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    Dr. Kathryn Friedman: Leading the charge in Arctic security legal education

    Dr. Kathryn Friedman: Leading the charge in Arctic security legal education

    Photo By Amber Kurka | In the realm of Arctic security studies, Dr. Kathryn Friedman stands as a guiding...... read more read more



    Story by Amber Kurka 

    Ted Stevens Center for Arctic Security Studies

    JOINT BASE ELMENDORF-RICHARDSON, Alaska -- In the realm of Arctic security studies, Dr. Kathryn Friedman stands as a guiding force, leading initiatives to enhance understanding and cooperation in this critical domain.

    As the North American Arctic Policy Advisor at the Ted Stevens Center for Arctic Security Studies, Friedman's expertise and leadership have been instrumental in the development and success of the Arctic Multidomain Legal Course, a flagship program under the School of Arctic and Climate Security Studies.

    Friedman's journey into directing the AMLC was serendipitous, evolving from her original role within the Research and Analysis Division at TSC.

    Reflecting on her transition to directing the course, Friedman explained, “I came on board in August of 2022. At the time I was the only person at the center with a law degree. Prior to coming to the center, I was a Research Associate Professor of Law at the University of Buffalo, so I had taught law courses in the past.”

    It wasn’t long after her arrival that Matthew Bell, the Dean of SACSS, approached Friedman to help develop a legal course. “Matt Bell said, 'I think we should have a legal course, create one.' So, I said, 'okay,'" Friedman reminisced.

    Her legal and educational background equipped her with the necessary skills to make her an ideal candidate for the role of Course Director. With the help of the SACSS team Friedman set to work to launch the first AMLC in December 2022.

    “The first course strictly focused on the maritime domain since the Arctic region is primarily a maritime environment. So, the content and material focused on the various legal instruments that are relevant like the United Nations Convention on the Law of the Sea, the Arctic Council, the Polar Code, etc.”

    Over time, the AMLC has evolved to meet the growing demand and address multifaceted challenges in the Arctic. The course expanded to encompass air, land, cyber, and space domains, providing participants with a holistic understanding of legal frameworks relevant to Arctic operations.

    Embracing the ever changing geophysical and geopolitical aspects of the Arctic region Friedman emphasized the course's adaptability.

    “We switch the course modules around depending on demand, and depending on what we think participants might want to learn about or depending on current events. For example, last year, when the Chinese high-altitude balloons were shot down, we decided to have a panel on high-altitude balloons and the risks in the Arctic,” explained Friedman.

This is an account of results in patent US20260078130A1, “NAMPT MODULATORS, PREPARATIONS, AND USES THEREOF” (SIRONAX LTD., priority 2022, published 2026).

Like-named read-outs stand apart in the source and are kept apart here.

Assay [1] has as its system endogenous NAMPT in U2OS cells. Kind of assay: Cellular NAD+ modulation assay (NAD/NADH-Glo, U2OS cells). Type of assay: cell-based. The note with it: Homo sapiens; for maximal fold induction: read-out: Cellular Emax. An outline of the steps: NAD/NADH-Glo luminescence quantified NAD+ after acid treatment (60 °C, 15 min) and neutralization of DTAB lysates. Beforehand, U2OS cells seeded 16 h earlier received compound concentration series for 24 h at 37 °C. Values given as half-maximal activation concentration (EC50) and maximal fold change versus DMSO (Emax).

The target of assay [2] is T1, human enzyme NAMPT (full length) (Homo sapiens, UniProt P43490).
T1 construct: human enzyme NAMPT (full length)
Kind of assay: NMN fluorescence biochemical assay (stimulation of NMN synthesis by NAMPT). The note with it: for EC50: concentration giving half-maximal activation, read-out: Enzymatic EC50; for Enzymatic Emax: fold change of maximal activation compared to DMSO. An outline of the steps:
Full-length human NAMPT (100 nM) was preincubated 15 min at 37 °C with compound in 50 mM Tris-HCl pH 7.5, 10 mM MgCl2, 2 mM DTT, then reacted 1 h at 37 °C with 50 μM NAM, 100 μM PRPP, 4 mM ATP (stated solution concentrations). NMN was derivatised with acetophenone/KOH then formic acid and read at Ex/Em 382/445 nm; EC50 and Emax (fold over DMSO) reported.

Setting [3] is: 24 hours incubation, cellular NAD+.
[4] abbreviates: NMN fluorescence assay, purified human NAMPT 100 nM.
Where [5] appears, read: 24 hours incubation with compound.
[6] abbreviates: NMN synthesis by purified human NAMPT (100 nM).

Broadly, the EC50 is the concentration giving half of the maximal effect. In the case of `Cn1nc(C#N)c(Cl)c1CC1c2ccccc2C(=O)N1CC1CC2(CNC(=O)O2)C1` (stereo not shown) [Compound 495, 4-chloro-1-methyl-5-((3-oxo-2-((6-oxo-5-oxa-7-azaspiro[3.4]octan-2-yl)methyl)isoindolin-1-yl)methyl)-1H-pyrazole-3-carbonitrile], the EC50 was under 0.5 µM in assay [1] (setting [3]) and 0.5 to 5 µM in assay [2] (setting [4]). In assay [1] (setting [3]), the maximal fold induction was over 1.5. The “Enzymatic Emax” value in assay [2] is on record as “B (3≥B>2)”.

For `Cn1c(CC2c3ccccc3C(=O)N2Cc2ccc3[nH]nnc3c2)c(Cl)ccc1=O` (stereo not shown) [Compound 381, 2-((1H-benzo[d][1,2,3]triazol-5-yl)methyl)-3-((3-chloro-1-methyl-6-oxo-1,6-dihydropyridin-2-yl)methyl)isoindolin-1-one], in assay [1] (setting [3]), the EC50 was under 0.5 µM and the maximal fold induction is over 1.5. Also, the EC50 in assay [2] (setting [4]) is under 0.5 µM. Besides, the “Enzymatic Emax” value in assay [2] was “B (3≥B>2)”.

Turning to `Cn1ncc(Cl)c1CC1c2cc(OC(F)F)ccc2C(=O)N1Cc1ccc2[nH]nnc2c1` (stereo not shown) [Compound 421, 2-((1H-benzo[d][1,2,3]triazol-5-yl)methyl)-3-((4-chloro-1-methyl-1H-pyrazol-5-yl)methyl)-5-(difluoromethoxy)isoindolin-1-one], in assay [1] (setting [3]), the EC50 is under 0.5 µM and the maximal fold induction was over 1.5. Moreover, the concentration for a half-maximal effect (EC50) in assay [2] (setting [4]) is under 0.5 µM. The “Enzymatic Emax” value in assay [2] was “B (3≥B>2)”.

Not only has the AMLC’s content evolved over time but after the August 2023 course Friedman explained that, “Dean Bell wanted the course to incorporate an argumentative style approach that you would see in a moot court.” To accomplish this Friedman worked with the school’s adult education experts to develop a scaffolding exercise that embeds participants in the exercise on day one.

    Using this new format, the recent iteration of the AMLC, held from Jan. 30 to Feb. 1, saw 83 graduates from six different countries: Brazil, Canada, Denmark, Hungary, Iceland and the U.S., underscoring the course’s global impact. Friedman highlighted the course's unique features, including a simulated session before the U.N. Security Council, which received praise from participants for its educational value and immersive experience.

    Looking ahead, Friedman envisions further expansion and innovation for the AMLC. She expressed a desire to include content tailored to European Allies and partners, aiming to broaden participation and address shared concerns.

    Additionally, discussions are underway to introduce asynchronous online versions and executive-level courses to cater to diverse needs and audiences.

    “The law is an important lens through which to view our challenges and opportunities,” explained Friedman. “All Arctic professionals should have some basic knowledge on the legal landscape in the Arctic.”

    As Course Director Friedman extended her gratitude to the dedicated team behind the AMLC's success, including Dwayne Wood, Dieter Bareihs, Beth Copes, Jason Roe, Matthew Wee, Connor Keesecker, Bryan Schroder and Christine Duprow. Their collective efforts, alongside Dean Matthew Bell's vision, have been pivotal in realizing the course's objectives and advancing Arctic security cooperation.

    Friedman reiterated her commitment to excellence in Arctic security education, stating, "It's a privilege to work with this team and to work on this course for the Ted Stevens Center." With her leadership, the AMLC continues to serve as a cornerstone in fostering collaboration and expertise in the rapidly evolving Arctic landscape.

    The next AMLC is scheduled for May 7-9, 2024, offering an invaluable opportunity for defense professionals to deepen their understanding of Arctic legal dynamics. Interested individuals are encouraged to visit the Ted Stevens Center website for more information and registration:



    Date Taken: 02.21.2024
    Date Posted: 02.21.2024 13:19
    Story ID: 464375
    Location: ANCHORAGE, AK, US

    Web Views: 51
    Downloads: 0